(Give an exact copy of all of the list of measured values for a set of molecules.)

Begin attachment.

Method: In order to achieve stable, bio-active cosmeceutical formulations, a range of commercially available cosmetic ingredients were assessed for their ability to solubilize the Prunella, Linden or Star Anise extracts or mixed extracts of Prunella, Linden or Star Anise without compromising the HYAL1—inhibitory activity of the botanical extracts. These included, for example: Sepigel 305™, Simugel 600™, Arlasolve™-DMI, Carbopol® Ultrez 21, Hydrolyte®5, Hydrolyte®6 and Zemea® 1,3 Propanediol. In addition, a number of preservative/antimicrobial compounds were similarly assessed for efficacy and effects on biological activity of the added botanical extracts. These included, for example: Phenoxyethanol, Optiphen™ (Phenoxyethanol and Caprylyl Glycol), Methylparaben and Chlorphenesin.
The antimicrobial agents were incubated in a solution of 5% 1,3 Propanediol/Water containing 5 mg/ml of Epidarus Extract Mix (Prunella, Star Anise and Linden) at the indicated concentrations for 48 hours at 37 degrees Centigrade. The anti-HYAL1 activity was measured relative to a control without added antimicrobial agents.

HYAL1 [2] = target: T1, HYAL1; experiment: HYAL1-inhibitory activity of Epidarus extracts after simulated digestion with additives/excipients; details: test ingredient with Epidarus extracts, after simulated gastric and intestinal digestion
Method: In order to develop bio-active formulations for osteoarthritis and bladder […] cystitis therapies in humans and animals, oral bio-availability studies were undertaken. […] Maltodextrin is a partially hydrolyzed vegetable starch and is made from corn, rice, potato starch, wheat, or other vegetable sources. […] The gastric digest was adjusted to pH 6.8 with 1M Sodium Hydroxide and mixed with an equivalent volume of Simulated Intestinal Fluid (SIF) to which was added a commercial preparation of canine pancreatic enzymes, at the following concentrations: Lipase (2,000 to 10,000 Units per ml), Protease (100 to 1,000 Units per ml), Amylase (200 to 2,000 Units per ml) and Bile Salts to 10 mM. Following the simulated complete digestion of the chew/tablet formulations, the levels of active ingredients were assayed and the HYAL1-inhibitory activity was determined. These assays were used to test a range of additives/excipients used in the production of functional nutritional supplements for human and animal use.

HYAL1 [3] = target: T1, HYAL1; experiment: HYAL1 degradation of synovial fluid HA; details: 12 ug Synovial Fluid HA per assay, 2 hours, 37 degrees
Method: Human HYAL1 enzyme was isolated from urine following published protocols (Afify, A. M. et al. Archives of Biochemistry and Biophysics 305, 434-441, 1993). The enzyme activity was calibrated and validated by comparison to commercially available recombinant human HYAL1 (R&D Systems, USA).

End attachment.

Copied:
Method: In order to achieve stable, bio-active cosmeceutical formulations, a range of commercially available cosmetic ingredients were assessed for their ability to solubilize the Prunella, Linden or Star Anise extracts or mixed extracts of Prunella, Linden or Star Anise without compromising the HYAL1—inhibitory activity of the botanical extracts. These included, for example: Sepigel 305™, Simugel 600™, Arlasolve™-DMI, Carbopol® Ultrez 21, Hydrolyte®5, Hydrolyte®6 and Zemea® 1,3 Propanediol. In addition, a number of preservative/antimicrobial compounds were similarly assessed for efficacy and effects on biological activity of the added botanical extracts. These included, for example: Phenoxyethanol, Optiphen™ (Phenoxyethanol and Caprylyl Glycol), Methylparaben and Chlorphenesin.
The antimicrobial agents were incubated in a solution of 5% 1,3 Propanediol/Water containing 5 mg/ml of Epidarus Extract Mix (Prunella, Star Anise and Linden) at the indicated concentrations for 48 hours at 37 degrees Centigrade. The anti-HYAL1 activity was measured relative to a control without added antimicrobial agents.

HYAL1 [2] = target: T1, HYAL1; experiment: HYAL1-inhibitory activity of Epidarus extracts after simulated digestion with additives/excipients; details: test ingredient with Epidarus extracts, after simulated gastric and intestinal digestion
Method: In order to develop bio-active formulations for osteoarthritis and bladder […] cystitis therapies in humans and animals, oral bio-availability studies were undertaken. […] Maltodextrin is a partially hydrolyzed vegetable starch and is made from corn, rice, potato starch, wheat, or other vegetable sources. […] The gastric digest was adjusted to pH 6.8 with 1M Sodium Hydroxide and mixed with an equivalent volume of Simulated Intestinal Fluid (SIF) to which was added a commercial preparation of canine pancreatic enzymes, at the following concentrations: Lipase (2,000 to 10,000 Units per ml), Protease (100 to 1,000 Units per ml), Amylase (200 to 2,000 Units per ml) and Bile Salts to 10 mM. Following the simulated complete digestion of the chew/tablet formulations, the levels of active ingredients were assayed and the HYAL1-inhibitory activity was determined. These assays were used to test a range of additives/excipients used in the production of functional nutritional supplements for human and animal use.

HYAL1 [3] = target: T1, HYAL1; experiment: HYAL1 degradation of synovial fluid HA; details: 12 ug Synovial Fluid HA per assay, 2 hours, 37 degrees
Method: Human HYAL1 enzyme was isolated from urine following published protocols (Afify, A. M. et al. Archives of Biochemistry and Biophysics 305, 434-441, 1993). The enzyme activity was calibrated and validated by comparison to commercially available recombinant human HYAL1 (R&D Systems, USA).